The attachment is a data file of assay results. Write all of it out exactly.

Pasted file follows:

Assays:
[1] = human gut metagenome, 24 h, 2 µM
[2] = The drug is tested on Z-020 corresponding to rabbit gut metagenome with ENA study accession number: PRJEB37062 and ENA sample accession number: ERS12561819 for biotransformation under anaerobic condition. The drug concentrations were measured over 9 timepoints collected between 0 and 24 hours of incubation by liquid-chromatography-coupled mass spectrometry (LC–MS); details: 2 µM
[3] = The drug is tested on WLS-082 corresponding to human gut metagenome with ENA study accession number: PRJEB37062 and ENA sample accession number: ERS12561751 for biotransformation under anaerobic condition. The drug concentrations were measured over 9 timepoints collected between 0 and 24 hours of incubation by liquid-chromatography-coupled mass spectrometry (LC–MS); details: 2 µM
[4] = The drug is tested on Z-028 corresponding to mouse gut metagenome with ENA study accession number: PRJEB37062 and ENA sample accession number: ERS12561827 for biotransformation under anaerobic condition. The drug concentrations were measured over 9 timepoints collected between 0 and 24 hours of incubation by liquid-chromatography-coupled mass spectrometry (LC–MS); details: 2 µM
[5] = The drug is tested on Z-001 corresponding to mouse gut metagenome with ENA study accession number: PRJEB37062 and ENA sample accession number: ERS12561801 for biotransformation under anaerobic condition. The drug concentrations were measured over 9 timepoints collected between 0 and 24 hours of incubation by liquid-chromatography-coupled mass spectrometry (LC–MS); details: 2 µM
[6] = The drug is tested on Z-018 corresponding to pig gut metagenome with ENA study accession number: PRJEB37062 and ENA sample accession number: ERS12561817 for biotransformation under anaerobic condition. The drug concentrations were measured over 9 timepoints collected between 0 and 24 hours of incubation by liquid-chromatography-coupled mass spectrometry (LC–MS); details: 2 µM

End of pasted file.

Assays:
[1] = human gut metagenome, 24 h, 2 µM
[2] = The drug is tested on Z-020 corresponding to rabbit gut metagenome with ENA study accession number: PRJEB37062 and ENA sample accession number: ERS12561819 for biotransformation under anaerobic condition. The drug concentrations were measured over 9 timepoints collected between 0 and 24 hours of incubation by liquid-chromatography-coupled mass spectrometry (LC–MS); details: 2 µM
[3] = The drug is tested on WLS-082 corresponding to human gut metagenome with ENA study accession number: PRJEB37062 and ENA sample accession number: ERS12561751 for biotransformation under anaerobic condition. The drug concentrations were measured over 9 timepoints collected between 0 and 24 hours of incubation by liquid-chromatography-coupled mass spectrometry (LC–MS); details: 2 µM
[4] = The drug is tested on Z-028 corresponding to mouse gut metagenome with ENA study accession number: PRJEB37062 and ENA sample accession number: ERS12561827 for biotransformation under anaerobic condition. The drug concentrations were measured over 9 timepoints collected between 0 and 24 hours of incubation by liquid-chromatography-coupled mass spectrometry (LC–MS); details: 2 µM
[5] = The drug is tested on Z-001 corresponding to mouse gut metagenome with ENA study accession number: PRJEB37062 and ENA sample accession number: ERS12561801 for biotransformation under anaerobic condition. The drug concentrations were measured over 9 timepoints collected between 0 and 24 hours of incubation by liquid-chromatography-coupled mass spectrometry (LC–MS); details: 2 µM
[6] = The drug is tested on Z-018 corresponding to pig gut metagenome with ENA study accession number: PRJEB37062 and ENA sample accession number: ERS12561817 for biotransformation under anaerobic condition. The drug concentrations were measured over 9 timepoints collected between 0 and 24 hours of incubation by liquid-chromatography-coupled mass spectrometry (LC–MS); details: 2 µM